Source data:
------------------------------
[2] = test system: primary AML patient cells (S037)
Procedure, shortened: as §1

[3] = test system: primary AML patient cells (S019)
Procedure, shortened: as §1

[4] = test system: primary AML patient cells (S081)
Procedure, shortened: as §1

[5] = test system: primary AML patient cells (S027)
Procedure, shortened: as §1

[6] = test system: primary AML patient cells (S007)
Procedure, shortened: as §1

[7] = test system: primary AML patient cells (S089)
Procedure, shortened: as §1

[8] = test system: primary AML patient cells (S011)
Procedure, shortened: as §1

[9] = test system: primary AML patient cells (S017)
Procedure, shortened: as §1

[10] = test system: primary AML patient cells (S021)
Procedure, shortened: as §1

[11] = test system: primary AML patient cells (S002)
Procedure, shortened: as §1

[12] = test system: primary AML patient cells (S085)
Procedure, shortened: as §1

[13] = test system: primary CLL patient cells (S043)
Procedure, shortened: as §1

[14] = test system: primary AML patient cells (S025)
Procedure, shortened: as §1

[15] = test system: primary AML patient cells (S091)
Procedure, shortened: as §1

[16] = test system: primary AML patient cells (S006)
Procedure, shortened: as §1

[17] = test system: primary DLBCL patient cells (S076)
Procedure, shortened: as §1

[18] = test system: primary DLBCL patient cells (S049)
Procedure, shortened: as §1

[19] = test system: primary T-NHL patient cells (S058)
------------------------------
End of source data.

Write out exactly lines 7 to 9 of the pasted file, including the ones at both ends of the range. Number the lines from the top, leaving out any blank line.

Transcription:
[5] = test system: primary AML patient cells (S027)
Procedure, shortened: as §1

[6] = test system: primary AML patient cells (S007)